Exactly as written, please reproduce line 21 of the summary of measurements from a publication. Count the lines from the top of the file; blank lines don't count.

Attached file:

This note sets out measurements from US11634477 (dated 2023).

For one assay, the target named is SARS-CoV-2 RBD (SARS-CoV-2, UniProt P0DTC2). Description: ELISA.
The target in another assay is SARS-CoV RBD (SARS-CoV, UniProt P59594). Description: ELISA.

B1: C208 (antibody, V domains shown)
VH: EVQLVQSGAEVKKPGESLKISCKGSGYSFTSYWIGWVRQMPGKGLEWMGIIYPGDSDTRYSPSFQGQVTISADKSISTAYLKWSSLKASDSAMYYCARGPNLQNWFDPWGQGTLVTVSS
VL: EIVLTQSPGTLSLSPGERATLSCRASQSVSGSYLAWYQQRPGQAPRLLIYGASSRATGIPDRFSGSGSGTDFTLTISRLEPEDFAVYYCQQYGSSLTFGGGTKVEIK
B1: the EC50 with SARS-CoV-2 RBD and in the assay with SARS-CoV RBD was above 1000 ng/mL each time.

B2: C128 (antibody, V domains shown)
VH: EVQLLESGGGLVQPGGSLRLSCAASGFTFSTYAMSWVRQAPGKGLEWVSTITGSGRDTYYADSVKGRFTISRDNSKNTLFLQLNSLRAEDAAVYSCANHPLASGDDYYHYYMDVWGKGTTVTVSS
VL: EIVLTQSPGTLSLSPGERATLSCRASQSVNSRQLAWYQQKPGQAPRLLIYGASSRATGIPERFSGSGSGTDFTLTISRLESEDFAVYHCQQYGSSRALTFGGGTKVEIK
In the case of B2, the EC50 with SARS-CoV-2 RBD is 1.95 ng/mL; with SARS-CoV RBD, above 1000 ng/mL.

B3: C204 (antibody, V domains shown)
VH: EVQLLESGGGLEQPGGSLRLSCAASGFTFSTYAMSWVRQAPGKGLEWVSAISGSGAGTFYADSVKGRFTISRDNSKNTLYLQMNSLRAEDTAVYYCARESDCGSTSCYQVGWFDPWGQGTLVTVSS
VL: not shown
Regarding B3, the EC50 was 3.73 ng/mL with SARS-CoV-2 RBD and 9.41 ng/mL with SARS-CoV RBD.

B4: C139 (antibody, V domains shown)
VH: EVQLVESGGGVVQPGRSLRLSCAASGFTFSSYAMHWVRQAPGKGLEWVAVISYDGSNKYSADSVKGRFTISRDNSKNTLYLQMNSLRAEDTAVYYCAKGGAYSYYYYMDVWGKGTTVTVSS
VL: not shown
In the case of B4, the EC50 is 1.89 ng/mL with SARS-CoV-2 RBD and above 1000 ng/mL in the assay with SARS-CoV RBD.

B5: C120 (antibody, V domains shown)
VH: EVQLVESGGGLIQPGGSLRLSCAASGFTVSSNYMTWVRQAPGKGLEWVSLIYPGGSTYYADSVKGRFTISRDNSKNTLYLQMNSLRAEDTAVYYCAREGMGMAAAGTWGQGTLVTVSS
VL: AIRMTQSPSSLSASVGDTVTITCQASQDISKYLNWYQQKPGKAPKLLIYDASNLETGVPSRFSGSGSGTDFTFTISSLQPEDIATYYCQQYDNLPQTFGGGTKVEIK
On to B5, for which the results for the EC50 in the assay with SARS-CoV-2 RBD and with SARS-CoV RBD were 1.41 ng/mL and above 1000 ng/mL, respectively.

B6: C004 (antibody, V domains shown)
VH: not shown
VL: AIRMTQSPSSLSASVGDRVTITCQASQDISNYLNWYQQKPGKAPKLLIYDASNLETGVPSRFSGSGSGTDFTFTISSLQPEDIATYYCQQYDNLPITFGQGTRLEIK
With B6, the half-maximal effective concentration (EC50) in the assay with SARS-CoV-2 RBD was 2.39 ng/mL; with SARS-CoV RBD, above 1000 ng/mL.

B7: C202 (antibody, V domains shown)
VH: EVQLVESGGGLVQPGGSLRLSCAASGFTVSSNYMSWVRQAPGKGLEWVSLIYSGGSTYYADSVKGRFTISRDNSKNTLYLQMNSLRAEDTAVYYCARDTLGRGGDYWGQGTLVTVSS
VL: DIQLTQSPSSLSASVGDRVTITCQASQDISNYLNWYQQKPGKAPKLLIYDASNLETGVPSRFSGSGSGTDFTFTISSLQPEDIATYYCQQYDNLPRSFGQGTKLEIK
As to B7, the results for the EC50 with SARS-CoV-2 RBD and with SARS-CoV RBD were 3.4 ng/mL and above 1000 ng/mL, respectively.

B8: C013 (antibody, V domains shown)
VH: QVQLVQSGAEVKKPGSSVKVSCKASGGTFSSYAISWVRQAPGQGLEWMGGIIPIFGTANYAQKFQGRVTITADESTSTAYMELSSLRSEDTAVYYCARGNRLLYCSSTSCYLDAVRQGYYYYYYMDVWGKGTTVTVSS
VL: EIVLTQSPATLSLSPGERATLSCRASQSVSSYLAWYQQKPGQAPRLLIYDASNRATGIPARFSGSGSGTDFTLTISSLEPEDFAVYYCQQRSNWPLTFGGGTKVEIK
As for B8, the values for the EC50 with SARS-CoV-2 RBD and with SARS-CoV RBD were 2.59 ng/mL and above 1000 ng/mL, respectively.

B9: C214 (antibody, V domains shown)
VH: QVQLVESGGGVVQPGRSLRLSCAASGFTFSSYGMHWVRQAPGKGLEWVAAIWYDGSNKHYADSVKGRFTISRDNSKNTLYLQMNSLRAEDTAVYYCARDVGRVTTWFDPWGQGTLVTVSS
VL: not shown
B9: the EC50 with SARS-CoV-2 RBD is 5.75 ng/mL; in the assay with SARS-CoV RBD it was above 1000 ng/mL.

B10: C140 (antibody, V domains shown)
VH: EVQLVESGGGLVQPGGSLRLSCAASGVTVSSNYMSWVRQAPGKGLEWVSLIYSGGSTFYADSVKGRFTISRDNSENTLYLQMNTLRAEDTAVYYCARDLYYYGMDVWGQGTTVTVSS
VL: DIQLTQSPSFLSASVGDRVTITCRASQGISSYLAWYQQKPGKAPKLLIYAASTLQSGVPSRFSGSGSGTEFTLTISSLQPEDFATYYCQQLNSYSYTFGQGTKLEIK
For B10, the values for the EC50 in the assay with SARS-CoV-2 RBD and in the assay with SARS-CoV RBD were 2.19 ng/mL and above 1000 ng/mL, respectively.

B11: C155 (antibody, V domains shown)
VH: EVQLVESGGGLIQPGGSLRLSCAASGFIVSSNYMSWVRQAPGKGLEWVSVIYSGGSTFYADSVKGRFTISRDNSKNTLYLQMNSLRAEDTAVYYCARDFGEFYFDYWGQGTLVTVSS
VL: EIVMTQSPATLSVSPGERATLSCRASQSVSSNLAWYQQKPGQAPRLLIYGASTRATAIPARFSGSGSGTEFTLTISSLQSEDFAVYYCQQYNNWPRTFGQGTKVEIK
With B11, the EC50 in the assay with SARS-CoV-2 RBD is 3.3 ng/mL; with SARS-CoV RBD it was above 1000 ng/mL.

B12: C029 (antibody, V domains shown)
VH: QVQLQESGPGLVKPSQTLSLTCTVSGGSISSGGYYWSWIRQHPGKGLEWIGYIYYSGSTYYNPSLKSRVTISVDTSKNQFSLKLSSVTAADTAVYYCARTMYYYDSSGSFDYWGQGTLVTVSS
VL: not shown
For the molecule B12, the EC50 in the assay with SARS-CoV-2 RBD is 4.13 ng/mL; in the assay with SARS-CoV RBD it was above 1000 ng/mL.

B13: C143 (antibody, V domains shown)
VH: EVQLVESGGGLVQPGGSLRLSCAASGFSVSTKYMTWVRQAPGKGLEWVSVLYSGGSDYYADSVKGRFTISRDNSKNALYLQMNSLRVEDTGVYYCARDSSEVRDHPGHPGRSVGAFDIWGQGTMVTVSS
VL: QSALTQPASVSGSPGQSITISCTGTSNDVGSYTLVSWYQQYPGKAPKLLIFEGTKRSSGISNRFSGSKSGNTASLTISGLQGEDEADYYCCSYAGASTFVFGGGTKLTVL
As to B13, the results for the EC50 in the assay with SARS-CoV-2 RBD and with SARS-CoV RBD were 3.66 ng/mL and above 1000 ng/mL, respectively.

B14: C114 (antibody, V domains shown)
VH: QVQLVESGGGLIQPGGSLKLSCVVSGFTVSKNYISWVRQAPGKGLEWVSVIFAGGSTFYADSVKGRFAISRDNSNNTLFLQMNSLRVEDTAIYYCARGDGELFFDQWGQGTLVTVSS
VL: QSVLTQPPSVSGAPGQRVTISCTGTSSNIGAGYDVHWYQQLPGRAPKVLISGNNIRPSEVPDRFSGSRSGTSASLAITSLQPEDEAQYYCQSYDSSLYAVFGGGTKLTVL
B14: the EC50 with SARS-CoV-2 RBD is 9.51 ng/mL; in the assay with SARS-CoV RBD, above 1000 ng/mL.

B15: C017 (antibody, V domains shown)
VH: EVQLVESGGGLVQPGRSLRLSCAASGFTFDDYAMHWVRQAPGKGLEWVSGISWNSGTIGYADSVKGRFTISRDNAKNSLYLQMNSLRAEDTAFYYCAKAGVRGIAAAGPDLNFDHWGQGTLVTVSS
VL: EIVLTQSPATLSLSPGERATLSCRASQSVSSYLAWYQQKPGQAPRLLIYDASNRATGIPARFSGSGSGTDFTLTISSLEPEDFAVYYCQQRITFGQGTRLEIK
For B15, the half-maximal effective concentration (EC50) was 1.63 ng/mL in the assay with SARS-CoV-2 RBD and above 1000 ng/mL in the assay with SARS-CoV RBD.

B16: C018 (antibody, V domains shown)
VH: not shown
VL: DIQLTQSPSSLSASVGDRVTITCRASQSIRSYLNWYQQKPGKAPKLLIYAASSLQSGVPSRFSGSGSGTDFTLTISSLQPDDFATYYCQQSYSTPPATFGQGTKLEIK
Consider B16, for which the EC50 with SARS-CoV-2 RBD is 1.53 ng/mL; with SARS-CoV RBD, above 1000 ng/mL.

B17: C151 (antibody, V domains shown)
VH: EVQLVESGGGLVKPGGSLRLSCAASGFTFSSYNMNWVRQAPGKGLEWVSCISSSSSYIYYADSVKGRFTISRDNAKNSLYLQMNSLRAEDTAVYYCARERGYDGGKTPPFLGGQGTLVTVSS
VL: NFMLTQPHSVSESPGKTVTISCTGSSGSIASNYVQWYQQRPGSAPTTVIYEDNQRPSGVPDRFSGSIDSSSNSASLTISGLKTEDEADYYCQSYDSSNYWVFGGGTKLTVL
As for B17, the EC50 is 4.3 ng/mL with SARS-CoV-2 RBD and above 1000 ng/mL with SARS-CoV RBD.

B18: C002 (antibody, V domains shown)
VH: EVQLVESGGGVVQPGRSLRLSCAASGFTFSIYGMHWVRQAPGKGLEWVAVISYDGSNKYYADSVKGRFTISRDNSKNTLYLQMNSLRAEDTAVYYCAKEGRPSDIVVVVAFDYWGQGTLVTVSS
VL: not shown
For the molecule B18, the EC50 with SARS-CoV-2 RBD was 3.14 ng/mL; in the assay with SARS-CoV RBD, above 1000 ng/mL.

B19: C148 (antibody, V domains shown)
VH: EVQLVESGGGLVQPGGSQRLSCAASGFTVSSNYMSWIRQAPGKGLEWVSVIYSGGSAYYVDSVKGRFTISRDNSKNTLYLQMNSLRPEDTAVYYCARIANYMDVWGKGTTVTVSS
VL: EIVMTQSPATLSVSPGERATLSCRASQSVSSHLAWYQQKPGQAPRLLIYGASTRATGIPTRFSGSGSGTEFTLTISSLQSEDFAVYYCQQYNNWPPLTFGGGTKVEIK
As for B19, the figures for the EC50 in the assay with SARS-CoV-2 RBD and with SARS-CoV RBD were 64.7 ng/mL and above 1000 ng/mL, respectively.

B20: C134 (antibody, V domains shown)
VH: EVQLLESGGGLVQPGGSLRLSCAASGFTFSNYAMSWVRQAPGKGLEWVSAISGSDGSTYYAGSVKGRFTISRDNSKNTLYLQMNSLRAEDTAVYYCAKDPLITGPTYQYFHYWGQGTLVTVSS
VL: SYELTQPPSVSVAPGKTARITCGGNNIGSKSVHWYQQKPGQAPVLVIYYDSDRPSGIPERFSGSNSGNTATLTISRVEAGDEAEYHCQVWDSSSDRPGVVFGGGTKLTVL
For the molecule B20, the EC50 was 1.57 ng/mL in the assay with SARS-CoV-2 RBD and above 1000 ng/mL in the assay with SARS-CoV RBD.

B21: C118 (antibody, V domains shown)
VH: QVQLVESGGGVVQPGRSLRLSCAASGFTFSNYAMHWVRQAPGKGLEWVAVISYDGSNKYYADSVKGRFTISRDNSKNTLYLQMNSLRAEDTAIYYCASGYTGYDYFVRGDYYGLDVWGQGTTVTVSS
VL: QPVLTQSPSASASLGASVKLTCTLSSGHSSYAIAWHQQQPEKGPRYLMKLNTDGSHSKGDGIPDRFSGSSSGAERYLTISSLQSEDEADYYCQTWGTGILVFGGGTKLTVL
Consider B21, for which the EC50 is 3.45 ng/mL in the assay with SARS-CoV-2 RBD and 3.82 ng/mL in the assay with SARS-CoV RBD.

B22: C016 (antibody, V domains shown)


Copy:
VH: EVQLVESGGGLIQPGGSLRLSCAASGFTVSSNYMTWVRQAPGKGLEWVSLIYPGGSTYYADSVKGRFTISRDNSKNTLYLQMNSLRAEDTAVYYCAREGMGMAAAGTWGQGTLVTVSS